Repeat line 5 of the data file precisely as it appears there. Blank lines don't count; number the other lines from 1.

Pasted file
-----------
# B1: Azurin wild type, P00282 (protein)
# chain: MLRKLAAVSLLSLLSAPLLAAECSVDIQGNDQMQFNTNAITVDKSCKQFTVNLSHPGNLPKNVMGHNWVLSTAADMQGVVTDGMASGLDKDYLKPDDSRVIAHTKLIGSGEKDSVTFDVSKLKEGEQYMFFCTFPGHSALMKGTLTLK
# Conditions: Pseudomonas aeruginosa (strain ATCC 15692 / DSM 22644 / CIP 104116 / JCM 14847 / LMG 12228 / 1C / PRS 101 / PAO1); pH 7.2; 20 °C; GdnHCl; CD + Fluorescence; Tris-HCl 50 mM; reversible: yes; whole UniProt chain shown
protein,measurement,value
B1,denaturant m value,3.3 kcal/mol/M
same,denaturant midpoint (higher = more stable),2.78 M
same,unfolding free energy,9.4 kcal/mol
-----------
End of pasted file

B1,denaturant m value,3.3 kcal/mol/M